Paulette Wilson: Memorial plan for Windrush campaigner

By James Vukmirovic | Wolverhampton | News | Published:

A campaign has been launched for a memorial to celebrate the life and memory of Paulette Wilson, who died last month aged 64.

A new campaign has started to raise funds for a memorial to Windrush campaigner Paulette Wilson

The prominent Windrush campaigner from Wolverhampton was wrongly detained and threatened with deportation by the Home Office in 2016, despite having lived in the UK for nearly 50 years since arriving in Telford from Jamaica.

She became a figurehead for people who were wrongly classified as immigration offenders, and prior to her death had delivered a petition to Downing Street calling on the Government to deliver justice for those impacted by the scandal.


A Go Fund Me page set up by her family and fellow campaigner Patrick Vernon to honour her memory has so far raised more than £16,000 towards her funeral, which is set to take place in Wolverhampton.

Ms Wilson's daughter, Natalie Barnes, said plans were also being discussed to create a memorial in her honour.

She said she wanted the community in Wolverhampton and further afield to celebrate the life of her mother and her achievements as a Windrush campaigner, and as a mother and grandmother.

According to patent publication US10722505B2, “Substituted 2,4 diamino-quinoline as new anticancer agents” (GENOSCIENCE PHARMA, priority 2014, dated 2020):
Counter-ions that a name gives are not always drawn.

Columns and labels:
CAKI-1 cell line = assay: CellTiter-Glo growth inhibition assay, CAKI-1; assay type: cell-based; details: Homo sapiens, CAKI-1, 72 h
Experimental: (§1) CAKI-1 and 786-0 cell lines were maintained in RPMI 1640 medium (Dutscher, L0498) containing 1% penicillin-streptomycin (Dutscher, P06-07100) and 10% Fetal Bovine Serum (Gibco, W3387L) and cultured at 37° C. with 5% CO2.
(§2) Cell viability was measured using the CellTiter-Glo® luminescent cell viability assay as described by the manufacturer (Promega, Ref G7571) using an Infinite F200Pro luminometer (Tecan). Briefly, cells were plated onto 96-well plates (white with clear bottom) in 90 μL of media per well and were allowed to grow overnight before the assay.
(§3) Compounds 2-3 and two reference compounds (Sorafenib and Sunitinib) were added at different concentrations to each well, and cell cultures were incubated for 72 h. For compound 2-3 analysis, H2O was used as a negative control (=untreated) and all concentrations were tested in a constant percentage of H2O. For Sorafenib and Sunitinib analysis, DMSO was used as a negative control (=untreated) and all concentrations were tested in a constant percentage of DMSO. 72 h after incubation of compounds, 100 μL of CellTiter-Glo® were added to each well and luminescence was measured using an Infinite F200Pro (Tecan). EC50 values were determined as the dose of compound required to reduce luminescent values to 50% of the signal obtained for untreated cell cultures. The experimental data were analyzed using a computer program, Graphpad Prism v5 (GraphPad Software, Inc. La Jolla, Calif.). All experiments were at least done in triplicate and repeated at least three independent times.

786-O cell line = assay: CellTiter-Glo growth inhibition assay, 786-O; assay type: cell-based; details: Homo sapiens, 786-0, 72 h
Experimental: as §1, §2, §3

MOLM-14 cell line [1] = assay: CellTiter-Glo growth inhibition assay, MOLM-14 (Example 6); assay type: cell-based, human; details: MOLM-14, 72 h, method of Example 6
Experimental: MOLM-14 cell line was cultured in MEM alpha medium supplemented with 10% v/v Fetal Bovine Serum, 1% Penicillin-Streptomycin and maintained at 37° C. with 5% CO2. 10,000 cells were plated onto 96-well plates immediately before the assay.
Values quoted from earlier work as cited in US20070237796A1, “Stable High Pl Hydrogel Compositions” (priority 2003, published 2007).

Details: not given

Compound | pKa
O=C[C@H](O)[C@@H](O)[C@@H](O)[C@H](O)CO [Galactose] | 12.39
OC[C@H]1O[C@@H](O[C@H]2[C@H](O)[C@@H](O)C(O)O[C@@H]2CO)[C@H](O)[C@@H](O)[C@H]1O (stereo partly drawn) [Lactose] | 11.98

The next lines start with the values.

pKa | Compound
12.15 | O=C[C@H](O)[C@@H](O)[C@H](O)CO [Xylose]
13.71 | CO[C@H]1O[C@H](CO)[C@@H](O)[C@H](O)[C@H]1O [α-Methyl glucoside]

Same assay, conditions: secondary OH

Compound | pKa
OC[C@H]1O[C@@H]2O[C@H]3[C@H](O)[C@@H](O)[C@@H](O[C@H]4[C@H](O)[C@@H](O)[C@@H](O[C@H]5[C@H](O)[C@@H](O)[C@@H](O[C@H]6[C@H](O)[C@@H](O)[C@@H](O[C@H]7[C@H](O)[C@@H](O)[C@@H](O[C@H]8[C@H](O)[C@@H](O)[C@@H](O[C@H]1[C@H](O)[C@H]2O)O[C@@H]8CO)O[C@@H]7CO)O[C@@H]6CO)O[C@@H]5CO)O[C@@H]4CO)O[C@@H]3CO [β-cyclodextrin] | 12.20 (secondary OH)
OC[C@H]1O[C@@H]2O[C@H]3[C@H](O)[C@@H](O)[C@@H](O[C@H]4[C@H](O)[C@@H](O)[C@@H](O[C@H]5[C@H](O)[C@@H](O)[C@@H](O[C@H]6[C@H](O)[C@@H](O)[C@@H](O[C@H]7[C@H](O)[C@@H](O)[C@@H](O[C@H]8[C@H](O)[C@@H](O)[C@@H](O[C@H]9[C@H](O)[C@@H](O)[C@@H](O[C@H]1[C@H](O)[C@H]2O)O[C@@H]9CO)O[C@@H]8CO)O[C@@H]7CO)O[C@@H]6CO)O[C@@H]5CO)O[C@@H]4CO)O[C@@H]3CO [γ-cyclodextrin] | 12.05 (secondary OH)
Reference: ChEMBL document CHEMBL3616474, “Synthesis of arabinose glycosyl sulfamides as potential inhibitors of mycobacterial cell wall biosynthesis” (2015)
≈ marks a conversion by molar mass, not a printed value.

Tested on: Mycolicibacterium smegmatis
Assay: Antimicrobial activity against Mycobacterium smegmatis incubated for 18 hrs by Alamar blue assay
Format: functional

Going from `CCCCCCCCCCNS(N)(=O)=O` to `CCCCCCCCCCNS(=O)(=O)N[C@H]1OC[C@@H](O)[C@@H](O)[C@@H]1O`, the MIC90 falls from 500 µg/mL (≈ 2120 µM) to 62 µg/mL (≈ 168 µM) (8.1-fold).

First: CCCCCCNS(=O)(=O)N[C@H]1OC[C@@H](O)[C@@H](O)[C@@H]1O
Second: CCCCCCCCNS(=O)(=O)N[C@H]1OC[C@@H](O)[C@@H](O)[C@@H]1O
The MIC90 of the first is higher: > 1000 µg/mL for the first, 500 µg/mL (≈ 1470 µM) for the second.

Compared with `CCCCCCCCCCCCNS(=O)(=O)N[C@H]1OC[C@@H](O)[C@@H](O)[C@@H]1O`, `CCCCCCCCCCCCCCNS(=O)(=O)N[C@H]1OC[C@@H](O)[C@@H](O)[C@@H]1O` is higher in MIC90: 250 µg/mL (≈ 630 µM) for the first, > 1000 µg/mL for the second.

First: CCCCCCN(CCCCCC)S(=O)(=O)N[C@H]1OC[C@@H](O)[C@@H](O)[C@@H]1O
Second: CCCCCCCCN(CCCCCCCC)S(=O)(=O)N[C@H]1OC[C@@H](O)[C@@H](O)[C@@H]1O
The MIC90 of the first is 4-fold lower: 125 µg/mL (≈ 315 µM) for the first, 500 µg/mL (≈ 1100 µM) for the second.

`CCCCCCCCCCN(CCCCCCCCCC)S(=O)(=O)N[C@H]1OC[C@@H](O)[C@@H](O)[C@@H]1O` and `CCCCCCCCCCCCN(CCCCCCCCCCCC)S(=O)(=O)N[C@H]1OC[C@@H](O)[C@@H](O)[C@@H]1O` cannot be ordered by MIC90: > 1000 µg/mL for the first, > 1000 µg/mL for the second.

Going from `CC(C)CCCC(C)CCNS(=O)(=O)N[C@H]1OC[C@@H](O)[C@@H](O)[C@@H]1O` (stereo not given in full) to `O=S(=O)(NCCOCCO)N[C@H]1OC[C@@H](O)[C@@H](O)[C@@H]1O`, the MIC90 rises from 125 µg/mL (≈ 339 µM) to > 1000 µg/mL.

The memorial would be in the form of a statue or plaque and would be located in Wolverhampton, she added.

Mr Vernon said the fundraising target had now been raised to £30,000.

“It would be a national memorial to Paulette and her campaign for Windrush justice and would have significance in Wolverhampton as the black community are predominantly Jamaican, where Paulette came from," he said.

Paulette Wilson


“It would identify the national recognition of the contributions the Windrush generation made and it would also be a symbol for young people across the country to work for a better Wolverhampton and a better Britain.

“Paulette loved Wolverhampton and loved Jamaica and was such a friendly and easy-going person, but also inspired people to work for social justice and equality, so this would be a wonderful way to mark her memory.”

Currently there is only one statue in Britain of a named black woman, the sculpture of pioneering nurse and Crimean War hero Mary Seacole, which was unveiled in London in 2016.

Visit for more information and to donate.

James Vukmirovic

By James Vukmirovic
Community Reporter - @jamesvukmirovic

Community Reporter at the Express & Star, helping under-represented communities to find a voice in Wolverhampton. Contact me at


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